6. Or keep things accessible above a sink
A laundry room sink is the workhorse of this space, and you want it to be as big and deep as you can afford. This often means you have to forgo a wall cabinet so you have the room to thoroughly wash clothes, shoes, pets so instead hanging a shelf nearer the ceiling gives you storage space while keeping the sink area free.
In this laundry room designed by reDesign home (opens in new tab), the multi-purpose sink is the focal point, and the shelf above is perfect for adding just a touch or decor and a basket for storing accessories.
7. Use open shelving to personality to a laundry room
It's important to get the balance between form and function right. Laundry rooms are spaces that can afford to be particularly decorative, but shelving provides the perfect opportunity to add a touch of character. Bring in prints, vases, plants, books and make the space feel more... lived in.
Interior designer Michelle Gage (opens in new tab) who created this space says, 'This laundry room features open shelving so that even a “chore-focused” space can have decorative items on display. The concrete countertops provide plenty of space for folding and the deep sink basic is a handwasher’s best friend! When considering how to add this sort of space into your home, think outside the box! We tore out 2 adjoining closets in order to make room for this upstairs laundry space.'
8. Hang open wall cabinetry for style and storage
Wall cabinets can be a great addition to a laundry room, but consider keeping them open so everything is really easily accessible and they can double up as decor too. It also gives the space more of a kitchen-like feel, a room in its own right rather than just somewhere laundry gets dumped.
We love the look of the classic Shaker laundry room cabinets used here, it really maximizes the relatively small space. As designer Katie Thomas explains, you can really 'maximize on space in a utility room by adding shelving above your machines to make use of the vertical wall space. This could be used to store laundry detergent, laundry or spare sheets and towels.'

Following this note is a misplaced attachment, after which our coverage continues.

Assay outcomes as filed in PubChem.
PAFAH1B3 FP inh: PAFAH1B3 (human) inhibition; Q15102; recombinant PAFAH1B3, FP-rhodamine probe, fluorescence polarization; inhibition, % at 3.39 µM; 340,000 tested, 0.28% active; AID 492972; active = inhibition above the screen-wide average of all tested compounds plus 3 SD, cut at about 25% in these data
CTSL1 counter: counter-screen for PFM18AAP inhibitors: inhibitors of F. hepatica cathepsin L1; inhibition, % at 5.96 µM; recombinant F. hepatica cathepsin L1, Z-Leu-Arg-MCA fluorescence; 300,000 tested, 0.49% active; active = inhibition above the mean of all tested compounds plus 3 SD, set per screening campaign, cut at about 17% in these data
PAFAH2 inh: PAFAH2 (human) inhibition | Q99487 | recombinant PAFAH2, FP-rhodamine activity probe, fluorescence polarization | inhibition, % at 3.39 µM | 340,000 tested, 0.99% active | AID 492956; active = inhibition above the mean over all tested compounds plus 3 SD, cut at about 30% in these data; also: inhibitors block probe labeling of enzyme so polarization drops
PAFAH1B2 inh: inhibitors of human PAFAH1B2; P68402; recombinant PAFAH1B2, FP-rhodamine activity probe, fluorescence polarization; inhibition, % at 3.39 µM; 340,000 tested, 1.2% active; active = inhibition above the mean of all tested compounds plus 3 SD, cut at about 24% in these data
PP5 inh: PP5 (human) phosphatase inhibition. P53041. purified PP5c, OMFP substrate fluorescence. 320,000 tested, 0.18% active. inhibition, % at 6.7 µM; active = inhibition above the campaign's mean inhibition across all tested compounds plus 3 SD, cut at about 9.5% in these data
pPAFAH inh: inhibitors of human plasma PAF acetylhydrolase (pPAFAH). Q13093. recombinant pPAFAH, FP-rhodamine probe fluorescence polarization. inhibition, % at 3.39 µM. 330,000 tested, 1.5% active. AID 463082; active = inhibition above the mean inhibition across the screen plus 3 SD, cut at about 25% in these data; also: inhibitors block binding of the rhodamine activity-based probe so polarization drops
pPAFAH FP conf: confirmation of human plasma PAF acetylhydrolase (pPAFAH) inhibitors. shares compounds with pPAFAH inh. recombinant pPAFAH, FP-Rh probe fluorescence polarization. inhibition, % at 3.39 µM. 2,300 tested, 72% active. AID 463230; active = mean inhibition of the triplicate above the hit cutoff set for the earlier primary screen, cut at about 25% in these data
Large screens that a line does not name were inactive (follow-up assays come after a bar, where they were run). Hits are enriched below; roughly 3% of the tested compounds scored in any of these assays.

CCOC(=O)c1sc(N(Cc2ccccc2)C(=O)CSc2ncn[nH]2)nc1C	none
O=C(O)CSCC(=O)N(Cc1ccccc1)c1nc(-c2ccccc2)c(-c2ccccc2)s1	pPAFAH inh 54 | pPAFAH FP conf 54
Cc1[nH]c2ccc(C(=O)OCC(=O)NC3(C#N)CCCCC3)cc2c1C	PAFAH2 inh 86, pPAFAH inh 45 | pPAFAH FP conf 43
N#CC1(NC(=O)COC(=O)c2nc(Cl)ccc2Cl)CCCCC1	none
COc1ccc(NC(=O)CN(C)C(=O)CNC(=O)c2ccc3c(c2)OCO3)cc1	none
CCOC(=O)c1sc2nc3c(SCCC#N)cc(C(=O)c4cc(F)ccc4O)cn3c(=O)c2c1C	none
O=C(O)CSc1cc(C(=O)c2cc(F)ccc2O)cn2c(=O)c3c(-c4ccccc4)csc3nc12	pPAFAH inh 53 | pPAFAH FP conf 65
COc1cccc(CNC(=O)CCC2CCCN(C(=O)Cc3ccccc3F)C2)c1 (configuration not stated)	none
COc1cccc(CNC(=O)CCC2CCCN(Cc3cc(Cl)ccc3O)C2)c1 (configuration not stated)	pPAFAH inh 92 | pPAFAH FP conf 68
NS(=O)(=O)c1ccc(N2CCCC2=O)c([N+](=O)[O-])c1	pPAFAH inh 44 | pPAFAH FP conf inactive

9. Keep things accessible with narrow open shelves
When it comes to laundry room storage, we get that you'll be wanting to make the most of every inch of space, but sometimes less can be more. Deep shelves aren't always an asset and often shelves are more effective when they are narrow and easily accessible.
We'd recommend if you just plan to use your shelving for laundry accessories and cleaning products, keeping your shelving narrow so you can always see exactly what's where and you can instantly grab what you need without having to delve to the back of a dusty shelf.
10. Decant laundry products into glass jars
Are these not the laundry room shelves of dreams? Beautifully curated and color-coordinated with the rest of the room but still practical as the lower shelf stores all the laundry essentials. Now, we get it – who's laundry products look that pretty? And while we'd love to buy laundry detergent purely based on how aesthetically pleasing the bottles are, for most that is not realistic.
So instead, 'for a uniform look, decanter into mason jars and use jute or woven baskets to hide any possible clutter. Use the glass jars to create your own storage solution, you can fill them with anything you like and display them like art.' suggests Al Bruce.
How deep should shelves in a laundry room be?
The best depth of laundry room shelving will mostly come down to where you are hanging your shelves and what you intend to store on them. Interior Designer Sanel Konyar and Founder of Interior Kollection (opens in new tab) recommends to 'stack shelving from floor to ceiling to maximize space. If the room allows, ensure that at least two of the shelves are deep and tall enough to house your laundry baskets, one for dirty laundry and the other for freshly laundered clothing. This makes it quick, easy, and more importantly accessible.'
So use what you intend to store on them as a guide to how deep they should be. We'd actually recommend not going too deep if you want to just store things like detergent and fabric condition, as you want to be easily able to just grab those and not have to rummage around at the back of a shelf.
Where should you position laundry room shelves?
Again, this will depend on what you intend to store on the shelves, but it's likely to be the closer to the washer and drier the better – above them is potentially the best location. Just make sure you leave another room between the worksurfaces and the shelving so they don't get in the way, and if going directly above a toploading washer or dryer make sure you can open it fully.
Hebe is the Digital Editor of Livingetc; she has a background in lifestyle and interior journalism and a passion for renovating small spaces. You'll usually find her attempting DIY, whether it's spray painting her whole kitchen, don't try that at home, or ever changing the wallpaper in her hallway. Livingetc has been such a huge inspiration and has influenced Hebe's style since she moved into her first rental and finally had a small amount of control over the decor and now loves being able to help others make decisions when decorating their own homes. Last year she moved from renting to owning her first teeny tiny Edwardian flat in London with her whippet Willow (who yes she chose to match her interiors...) and is already on the lookout for her next project.